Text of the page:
Alabama Lawmaker Risks Setting Students and Teachers Back

Earlier this year Alabama State Senator Rusty Glover introduced legislation for the fourth year in a row to repeal the state’s College and Career Ready Standards, which are based on the Common Core, the Decatur Daily reports. “The unproven, new Common Core standards, which replaced Alabama’s previously praised state-driven standards, are limiting our ability to excel and putting our students at risk,” Sen. Glover wrote last year.

That’s where Glover gets it wrong. Alabama voluntarily adopted Common Core State Standards – which were developed by state officials, not the federal government, as Glover suggests – because they mark an improvement over those the state used before and because they give educators and parents the ability to compare progress to other states.

While the state’s former standards were strong, an independent analysis by the Fordham Institute in 2010 concludes: “[W]hile much of the essential content is included, [Alabama’s previous education standards] themselves could be more systematic and clearer in their detail and organization…Common Core’s standards are generally clearer and more specific than those of Alabama.”

Alabama is having success with its Common Core State Standards. In 2014, Alabama schools began administering student assessments aligned to its new standards. As a result, the state narrowed its “Honesty Gap” by 50 points in fourth-grade leading along, according to analysis last year by Achieve.

A follow-up to the Honesty Gap released last month found Alabama continues to report student proficiency rates near those found by the National Assessment of Education Progress. That means parents and teachers are getting accurate information about how well prepared their children are when measured to rigorous academic expectations.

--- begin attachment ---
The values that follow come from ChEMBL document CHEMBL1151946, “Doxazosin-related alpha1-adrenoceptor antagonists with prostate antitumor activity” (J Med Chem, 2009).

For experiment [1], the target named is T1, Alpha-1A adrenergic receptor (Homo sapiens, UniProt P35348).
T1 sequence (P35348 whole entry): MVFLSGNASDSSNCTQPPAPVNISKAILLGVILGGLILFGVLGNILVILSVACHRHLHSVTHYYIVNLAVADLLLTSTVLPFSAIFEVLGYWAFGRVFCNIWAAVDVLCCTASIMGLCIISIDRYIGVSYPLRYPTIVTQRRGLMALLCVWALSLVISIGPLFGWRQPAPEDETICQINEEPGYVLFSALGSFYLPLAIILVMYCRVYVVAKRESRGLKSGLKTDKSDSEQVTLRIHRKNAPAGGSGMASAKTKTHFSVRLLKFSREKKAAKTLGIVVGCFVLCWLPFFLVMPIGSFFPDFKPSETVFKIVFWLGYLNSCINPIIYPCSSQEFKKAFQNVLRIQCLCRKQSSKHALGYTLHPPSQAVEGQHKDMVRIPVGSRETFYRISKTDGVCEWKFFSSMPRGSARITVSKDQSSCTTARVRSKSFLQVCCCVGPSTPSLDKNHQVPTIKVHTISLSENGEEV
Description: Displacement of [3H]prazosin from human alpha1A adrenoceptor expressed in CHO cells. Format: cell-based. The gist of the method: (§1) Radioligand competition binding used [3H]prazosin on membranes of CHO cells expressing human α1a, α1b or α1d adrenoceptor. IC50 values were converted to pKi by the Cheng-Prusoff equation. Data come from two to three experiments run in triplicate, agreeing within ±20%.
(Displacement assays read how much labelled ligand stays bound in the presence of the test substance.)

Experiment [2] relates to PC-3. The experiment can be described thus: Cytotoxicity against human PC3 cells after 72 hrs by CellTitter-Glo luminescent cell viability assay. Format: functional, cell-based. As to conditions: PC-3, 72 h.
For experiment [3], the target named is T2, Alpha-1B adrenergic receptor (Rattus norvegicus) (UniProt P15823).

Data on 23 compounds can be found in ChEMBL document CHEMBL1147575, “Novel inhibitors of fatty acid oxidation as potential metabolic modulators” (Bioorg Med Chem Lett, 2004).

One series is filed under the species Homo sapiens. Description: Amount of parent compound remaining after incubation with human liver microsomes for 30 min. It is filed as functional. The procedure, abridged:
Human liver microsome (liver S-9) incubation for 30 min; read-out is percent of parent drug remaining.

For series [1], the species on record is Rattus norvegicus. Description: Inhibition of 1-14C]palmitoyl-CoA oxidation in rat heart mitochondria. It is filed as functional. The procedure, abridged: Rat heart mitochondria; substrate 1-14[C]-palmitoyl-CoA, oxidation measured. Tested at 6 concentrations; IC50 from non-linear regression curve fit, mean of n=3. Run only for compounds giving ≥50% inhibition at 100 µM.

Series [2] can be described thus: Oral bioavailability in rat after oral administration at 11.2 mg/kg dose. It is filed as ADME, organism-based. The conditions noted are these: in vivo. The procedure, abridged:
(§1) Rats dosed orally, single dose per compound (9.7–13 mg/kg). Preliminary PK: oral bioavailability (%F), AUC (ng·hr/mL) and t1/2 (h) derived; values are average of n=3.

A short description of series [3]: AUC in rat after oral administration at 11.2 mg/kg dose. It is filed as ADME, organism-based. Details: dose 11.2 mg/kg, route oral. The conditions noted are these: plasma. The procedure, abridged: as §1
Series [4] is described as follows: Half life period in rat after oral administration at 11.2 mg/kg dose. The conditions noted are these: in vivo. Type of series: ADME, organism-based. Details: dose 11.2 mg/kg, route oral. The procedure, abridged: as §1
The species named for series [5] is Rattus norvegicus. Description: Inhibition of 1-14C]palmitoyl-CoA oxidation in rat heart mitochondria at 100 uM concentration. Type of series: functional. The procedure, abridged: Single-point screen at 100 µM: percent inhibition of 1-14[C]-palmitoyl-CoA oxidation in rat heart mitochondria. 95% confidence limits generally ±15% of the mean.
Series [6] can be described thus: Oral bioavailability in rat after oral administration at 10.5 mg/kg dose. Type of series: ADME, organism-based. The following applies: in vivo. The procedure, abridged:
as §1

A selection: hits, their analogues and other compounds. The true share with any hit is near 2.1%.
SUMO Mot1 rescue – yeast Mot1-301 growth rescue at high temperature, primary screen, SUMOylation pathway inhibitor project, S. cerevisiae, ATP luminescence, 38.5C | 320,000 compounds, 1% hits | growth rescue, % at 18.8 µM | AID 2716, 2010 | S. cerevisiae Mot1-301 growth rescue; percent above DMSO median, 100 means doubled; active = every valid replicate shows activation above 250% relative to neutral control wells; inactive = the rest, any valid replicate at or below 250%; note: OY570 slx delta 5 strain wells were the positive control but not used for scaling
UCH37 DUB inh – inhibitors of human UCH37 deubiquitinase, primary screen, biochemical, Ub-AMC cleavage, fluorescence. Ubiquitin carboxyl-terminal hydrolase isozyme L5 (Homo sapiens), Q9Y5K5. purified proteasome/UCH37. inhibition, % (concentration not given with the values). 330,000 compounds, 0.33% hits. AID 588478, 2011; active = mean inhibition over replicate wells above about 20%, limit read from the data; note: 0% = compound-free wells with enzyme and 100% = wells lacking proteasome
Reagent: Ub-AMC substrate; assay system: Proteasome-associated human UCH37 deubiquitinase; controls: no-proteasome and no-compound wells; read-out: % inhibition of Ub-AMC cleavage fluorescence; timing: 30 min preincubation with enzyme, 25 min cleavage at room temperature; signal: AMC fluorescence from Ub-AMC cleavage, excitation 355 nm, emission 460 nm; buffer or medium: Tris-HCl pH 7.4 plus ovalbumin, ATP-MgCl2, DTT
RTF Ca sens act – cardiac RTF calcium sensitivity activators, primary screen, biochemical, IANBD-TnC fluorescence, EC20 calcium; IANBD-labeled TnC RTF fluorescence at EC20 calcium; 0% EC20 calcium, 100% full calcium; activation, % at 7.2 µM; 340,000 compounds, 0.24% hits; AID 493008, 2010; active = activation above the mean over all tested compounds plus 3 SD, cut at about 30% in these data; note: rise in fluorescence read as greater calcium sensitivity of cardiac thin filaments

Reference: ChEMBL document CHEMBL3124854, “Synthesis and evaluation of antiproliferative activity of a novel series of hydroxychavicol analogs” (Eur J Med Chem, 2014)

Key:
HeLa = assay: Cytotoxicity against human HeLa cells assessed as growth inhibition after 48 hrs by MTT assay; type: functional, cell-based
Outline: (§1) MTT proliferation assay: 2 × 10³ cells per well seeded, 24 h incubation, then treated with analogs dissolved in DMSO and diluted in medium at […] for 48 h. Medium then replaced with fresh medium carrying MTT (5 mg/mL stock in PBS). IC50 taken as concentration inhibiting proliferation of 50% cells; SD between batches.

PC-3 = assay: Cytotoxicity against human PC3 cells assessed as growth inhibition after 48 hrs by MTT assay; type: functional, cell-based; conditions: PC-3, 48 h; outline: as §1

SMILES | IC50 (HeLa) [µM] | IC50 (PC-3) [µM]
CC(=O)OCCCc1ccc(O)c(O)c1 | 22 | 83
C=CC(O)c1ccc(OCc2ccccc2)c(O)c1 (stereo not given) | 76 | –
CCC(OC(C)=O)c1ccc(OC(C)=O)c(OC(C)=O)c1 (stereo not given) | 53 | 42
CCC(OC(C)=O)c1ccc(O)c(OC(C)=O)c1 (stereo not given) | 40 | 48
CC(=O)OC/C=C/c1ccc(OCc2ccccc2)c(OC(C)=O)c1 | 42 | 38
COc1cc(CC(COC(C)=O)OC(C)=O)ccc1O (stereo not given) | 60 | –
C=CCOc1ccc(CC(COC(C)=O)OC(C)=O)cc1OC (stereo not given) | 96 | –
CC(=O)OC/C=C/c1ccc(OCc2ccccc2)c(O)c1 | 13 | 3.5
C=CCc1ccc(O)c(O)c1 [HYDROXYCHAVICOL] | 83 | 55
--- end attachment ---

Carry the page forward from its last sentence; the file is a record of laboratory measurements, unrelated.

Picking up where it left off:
Glover’s bill would immediately replace the standards, putting the state’s old standards back in place while also requiring new standards be ready for the 2017-18 school year – forcing Alabama’s teachers and students to use a third set of standards in as many years. Before moving to replace its Common Core State Standards, Alabama lawmakers should consider the outcomes in other states that have taken that path. A white paper by the Collaborative for Student Success finds that Oklahoma, the only state to replace the Common Core with explicitly different education standards, has put its students and teachers on a rocky path.

“While other states are working to provide parents and teachers with better tools to measure student development toward college- and career-readiness, the future for Oklahoma’s academic standards—and its students—is less certain,” the white paper concludes.